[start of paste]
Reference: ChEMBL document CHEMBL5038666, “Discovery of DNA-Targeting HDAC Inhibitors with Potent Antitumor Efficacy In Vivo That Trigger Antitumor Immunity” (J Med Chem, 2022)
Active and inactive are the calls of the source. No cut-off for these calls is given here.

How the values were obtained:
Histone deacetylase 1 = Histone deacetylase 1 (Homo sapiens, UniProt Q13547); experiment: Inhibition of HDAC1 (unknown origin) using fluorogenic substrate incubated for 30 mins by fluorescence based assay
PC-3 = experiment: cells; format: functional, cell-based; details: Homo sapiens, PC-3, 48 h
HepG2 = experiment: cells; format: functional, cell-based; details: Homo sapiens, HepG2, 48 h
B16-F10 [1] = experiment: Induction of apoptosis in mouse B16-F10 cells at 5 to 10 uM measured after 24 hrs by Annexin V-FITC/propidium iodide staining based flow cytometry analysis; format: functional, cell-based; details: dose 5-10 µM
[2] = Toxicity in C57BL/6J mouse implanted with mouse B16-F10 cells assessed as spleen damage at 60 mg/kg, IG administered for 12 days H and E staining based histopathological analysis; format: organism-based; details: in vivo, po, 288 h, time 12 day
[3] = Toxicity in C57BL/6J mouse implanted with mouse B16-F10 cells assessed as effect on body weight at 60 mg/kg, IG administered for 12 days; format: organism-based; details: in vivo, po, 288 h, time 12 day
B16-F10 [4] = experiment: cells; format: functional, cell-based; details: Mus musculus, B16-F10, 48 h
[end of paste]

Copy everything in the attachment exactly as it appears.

Reference: ChEMBL document CHEMBL5038666, “Discovery of DNA-Targeting HDAC Inhibitors with Potent Antitumor Efficacy In Vivo That Trigger Antitumor Immunity” (J Med Chem, 2022)
Active and inactive are the calls of the source. No cut-off for these calls is given here.

How the values were obtained:
Histone deacetylase 1 = Histone deacetylase 1 (Homo sapiens, UniProt Q13547); experiment: Inhibition of HDAC1 (unknown origin) using fluorogenic substrate incubated for 30 mins by fluorescence based assay
PC-3 = experiment: cells; format: functional, cell-based; details: Homo sapiens, PC-3, 48 h
HepG2 = experiment: cells; format: functional, cell-based; details: Homo sapiens, HepG2, 48 h
B16-F10 [1] = experiment: Induction of apoptosis in mouse B16-F10 cells at 5 to 10 uM measured after 24 hrs by Annexin V-FITC/propidium iodide staining based flow cytometry analysis; format: functional, cell-based; details: dose 5-10 µM
[2] = Toxicity in C57BL/6J mouse implanted with mouse B16-F10 cells assessed as spleen damage at 60 mg/kg, IG administered for 12 days H and E staining based histopathological analysis; format: organism-based; details: in vivo, po, 288 h, time 12 day
[3] = Toxicity in C57BL/6J mouse implanted with mouse B16-F10 cells assessed as effect on body weight at 60 mg/kg, IG administered for 12 days; format: organism-based; details: in vivo, po, 288 h, time 12 day
B16-F10 [4] = experiment: cells; format: functional, cell-based; details: Mus musculus, B16-F10, 48 h